Wednesday, 9 May 2018

Why A Lost Dog May Not Run Back To Us

I read something recently that I wanted to share with you that may not be obvious and could prove helpful if either your dog goes missing or you encounter a dog that is lost.

If you've ever been on social media and seen posts about missing dogs that are sighted several times in various locations and wondered why the dog doesn't simply run to the safety of a potential rescuer then read on.

Many lost dogs can easily go into what is described as 'survival mode'.

When a dog goes missing survival mode can be brought on by way of the dog being frightened, tired, hungry and being in a constant state of alert. In this state is not unusual for a dog to become so disoriented and confused that they become wary and may not take the time to determine if an approaching person may be potentially helpful or even their owner. The longer the dog is missing the more likely that survival mode may kick in.

It should be established that all lost dogs may act differently and although it is more probable that the more nervous dog may be more likely to have their survival instincts kick in, it really could happen to any dog dependant on the conditions and the length of time that the dog is missing.

So is there a 'best practice' when approaching a missing dog?

Yes there is - when encountering a lost dog, even if it is your own dog, the following advice is a good way to try to ensure that the dog feels less threatened and more likely to approach.

  • If possible, sit down.
  • Turn your body side on to the dog or even turn your back to the dog.
  • Avert your eyes and maintain your head in a bowed position so as to look as non-threatening as possible.
  • Remain quiet or silent.
  • Toss treats such as hot dog sausages or cheese (bite size) several feet to the side of you or behind you.
  • Wait for the dog to approach YOU and be sure not to make any sudden movements.
  • Once the lost dog has approached be patient and take the time to build trust. Do not make a grab for them straight away!
  • The dog may still be wary. Speak softly and if the dog backs off a little then stop speaking and gently entice the dog with more treats and resume the trust building until you can determine when a gentle approach to tether the dog can be established.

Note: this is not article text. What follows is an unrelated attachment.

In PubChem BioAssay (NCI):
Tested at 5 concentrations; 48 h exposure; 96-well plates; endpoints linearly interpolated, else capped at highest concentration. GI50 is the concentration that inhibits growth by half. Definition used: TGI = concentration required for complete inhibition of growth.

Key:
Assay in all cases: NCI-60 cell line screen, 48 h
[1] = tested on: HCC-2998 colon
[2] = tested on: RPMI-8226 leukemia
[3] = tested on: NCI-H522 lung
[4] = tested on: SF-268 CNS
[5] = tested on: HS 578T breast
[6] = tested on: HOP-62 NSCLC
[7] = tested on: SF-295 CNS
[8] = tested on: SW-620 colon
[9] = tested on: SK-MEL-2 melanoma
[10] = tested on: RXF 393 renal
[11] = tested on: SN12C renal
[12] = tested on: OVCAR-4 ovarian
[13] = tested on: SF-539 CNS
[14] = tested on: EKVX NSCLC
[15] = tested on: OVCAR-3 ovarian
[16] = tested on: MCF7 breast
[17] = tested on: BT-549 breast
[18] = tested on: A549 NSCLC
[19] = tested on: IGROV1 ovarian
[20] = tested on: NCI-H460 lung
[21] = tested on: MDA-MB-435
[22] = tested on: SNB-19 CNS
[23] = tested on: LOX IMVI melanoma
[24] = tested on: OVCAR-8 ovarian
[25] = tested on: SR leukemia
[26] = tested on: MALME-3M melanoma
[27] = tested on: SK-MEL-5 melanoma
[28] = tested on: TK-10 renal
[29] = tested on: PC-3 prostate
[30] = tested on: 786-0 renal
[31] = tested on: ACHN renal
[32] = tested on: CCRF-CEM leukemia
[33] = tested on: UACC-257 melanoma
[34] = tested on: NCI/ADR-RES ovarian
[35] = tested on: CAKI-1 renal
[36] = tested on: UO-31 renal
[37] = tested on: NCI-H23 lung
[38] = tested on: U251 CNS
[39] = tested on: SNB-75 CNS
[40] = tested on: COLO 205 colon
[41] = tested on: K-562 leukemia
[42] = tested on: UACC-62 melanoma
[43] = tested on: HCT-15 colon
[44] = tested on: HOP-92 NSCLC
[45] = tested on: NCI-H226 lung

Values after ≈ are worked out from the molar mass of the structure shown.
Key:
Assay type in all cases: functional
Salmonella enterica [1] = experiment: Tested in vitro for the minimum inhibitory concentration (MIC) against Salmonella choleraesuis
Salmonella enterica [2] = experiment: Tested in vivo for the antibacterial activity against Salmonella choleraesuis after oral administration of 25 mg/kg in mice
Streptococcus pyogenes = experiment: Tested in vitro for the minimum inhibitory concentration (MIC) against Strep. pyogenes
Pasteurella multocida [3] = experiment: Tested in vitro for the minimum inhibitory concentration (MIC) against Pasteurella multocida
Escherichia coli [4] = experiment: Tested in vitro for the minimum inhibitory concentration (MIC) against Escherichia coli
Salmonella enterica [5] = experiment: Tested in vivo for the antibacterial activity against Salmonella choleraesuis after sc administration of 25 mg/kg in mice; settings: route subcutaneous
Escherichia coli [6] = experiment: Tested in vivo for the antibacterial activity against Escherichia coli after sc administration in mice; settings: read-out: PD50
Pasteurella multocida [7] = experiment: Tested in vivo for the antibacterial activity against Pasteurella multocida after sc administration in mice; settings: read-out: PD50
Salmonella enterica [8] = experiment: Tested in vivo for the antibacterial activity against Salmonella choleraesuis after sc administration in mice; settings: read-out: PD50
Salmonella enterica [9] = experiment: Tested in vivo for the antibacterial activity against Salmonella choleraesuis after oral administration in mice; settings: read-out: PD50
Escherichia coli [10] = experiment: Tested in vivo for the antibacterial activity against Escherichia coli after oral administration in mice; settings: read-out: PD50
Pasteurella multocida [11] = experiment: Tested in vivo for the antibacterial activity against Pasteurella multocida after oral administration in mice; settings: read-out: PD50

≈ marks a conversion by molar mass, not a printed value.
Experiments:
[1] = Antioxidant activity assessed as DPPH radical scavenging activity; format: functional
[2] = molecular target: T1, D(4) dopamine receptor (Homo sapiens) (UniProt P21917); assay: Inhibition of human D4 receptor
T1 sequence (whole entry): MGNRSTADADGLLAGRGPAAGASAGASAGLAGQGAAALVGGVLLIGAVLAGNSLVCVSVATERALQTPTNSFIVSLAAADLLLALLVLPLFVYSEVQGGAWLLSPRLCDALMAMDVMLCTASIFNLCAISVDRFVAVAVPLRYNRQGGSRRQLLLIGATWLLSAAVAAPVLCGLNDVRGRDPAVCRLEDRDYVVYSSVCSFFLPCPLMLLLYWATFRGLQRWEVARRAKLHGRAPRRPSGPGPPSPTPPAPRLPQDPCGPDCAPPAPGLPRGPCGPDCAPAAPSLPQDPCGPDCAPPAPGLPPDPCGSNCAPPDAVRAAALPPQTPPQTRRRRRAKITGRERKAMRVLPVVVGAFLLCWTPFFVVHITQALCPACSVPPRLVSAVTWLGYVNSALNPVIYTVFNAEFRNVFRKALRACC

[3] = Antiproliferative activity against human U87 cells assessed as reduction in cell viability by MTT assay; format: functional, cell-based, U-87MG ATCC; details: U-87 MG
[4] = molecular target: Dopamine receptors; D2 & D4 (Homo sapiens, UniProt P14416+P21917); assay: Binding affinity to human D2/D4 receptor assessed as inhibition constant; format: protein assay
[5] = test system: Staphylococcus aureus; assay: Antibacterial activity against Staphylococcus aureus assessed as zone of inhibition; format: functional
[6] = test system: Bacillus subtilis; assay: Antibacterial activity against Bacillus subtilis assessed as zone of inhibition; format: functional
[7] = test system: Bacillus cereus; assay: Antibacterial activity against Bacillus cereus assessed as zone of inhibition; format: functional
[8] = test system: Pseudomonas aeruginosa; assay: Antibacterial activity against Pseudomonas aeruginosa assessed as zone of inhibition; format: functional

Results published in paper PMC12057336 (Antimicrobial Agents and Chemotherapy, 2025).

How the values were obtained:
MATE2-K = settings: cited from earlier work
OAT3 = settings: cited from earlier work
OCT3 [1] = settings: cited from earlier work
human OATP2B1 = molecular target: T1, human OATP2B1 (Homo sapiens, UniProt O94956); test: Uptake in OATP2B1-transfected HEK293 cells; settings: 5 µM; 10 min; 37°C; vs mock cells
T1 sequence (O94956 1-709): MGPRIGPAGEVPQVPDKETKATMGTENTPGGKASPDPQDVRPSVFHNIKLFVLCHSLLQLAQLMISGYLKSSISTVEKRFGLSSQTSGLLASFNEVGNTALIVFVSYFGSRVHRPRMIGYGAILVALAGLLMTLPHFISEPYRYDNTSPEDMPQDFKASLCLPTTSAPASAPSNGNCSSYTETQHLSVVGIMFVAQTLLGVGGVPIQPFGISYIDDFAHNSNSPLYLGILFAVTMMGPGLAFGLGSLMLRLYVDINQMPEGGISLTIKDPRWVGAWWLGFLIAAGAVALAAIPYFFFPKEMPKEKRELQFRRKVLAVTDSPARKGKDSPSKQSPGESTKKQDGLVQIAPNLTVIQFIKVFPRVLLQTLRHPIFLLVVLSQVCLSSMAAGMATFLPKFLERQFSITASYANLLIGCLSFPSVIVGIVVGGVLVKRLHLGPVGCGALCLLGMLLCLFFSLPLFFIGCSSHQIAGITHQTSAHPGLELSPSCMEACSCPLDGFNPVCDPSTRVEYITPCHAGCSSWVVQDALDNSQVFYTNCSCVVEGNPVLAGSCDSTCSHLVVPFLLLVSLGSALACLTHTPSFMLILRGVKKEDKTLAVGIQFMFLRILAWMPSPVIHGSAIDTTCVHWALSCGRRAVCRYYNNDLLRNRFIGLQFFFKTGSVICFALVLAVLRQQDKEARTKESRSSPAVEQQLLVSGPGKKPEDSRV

The Dog Solution

Tuesday, 1 May 2018

This Little Known Thing Can Cause Seizures In Older Cats

I was reading a study published in The Journal of Feline Medicine and Surgery that I thought may well be of interest to my readers with older cats.

You've possibly read about cats being spooked by high pitched noises but did you know that, in older cats especially, noise sensitivity can lead to seizures?

Until now, many older cats may have these noise-induced seizures put down to old age but research has shown that because cats have ultrasonic hearing they hear things at a pitch that can induce these seizures.

The ultrasonic hearing range of a cat allows it to hear at frequencies that a human cannot detect and it has been found that even relatively quiet and innocuous (to humans) sounds can bring on seizures in more senior cats.

There is even a name for these seizures 'feline audiogenic reflex seizures' although researchers more commonly refer to them by their acronym FARS

What is concerning is that normal household noises such as the crinkling of tin foil, tapping on a keyboard and the jangling of keys, to name a few, can induce this condition in older cats and highlights the importance of understanding as much as we can about FARS

The research was initiated after the cat charity International Cat Care received enquiries about older cats having seizures that appeared to be triggered by noise sensitivity. After collecting detailed information from concerned owners worldwide a study was published which you can read here